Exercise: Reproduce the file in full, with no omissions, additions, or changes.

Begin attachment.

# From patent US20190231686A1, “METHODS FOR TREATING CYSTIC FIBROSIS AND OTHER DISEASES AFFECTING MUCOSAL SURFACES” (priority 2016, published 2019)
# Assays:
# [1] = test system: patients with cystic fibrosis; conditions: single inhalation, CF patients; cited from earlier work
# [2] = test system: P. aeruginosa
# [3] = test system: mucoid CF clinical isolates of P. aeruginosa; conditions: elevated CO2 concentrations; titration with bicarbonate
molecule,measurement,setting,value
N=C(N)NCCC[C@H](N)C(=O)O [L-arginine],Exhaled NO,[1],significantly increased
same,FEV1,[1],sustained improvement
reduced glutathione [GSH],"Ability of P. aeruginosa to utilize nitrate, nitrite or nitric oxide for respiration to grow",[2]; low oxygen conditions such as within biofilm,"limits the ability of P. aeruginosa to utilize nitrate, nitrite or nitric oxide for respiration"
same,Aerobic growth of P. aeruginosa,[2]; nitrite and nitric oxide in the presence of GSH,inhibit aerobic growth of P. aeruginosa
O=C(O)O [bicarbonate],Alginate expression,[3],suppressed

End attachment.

# From patent US20190231686A1, “METHODS FOR TREATING CYSTIC FIBROSIS AND OTHER DISEASES AFFECTING MUCOSAL SURFACES” (priority 2016, published 2019)
# Assays:
# [1] = test system: patients with cystic fibrosis; conditions: single inhalation, CF patients; cited from earlier work
# [2] = test system: P. aeruginosa
# [3] = test system: mucoid CF clinical isolates of P. aeruginosa; conditions: elevated CO2 concentrations; titration with bicarbonate
molecule,measurement,setting,value
N=C(N)NCCC[C@H](N)C(=O)O [L-arginine],Exhaled NO,[1],significantly increased
same,FEV1,[1],sustained improvement
reduced glutathione [GSH],"Ability of P. aeruginosa to utilize nitrate, nitrite or nitric oxide for respiration to grow",[2]; low oxygen conditions such as within biofilm,"limits the ability of P. aeruginosa to utilize nitrate, nitrite or nitric oxide for respiration"
same,Aerobic growth of P. aeruginosa,[2]; nitrite and nitric oxide in the presence of GSH,inhibit aerobic growth of P. aeruginosa
O=C(O)O [bicarbonate],Alginate expression,[3],suppressed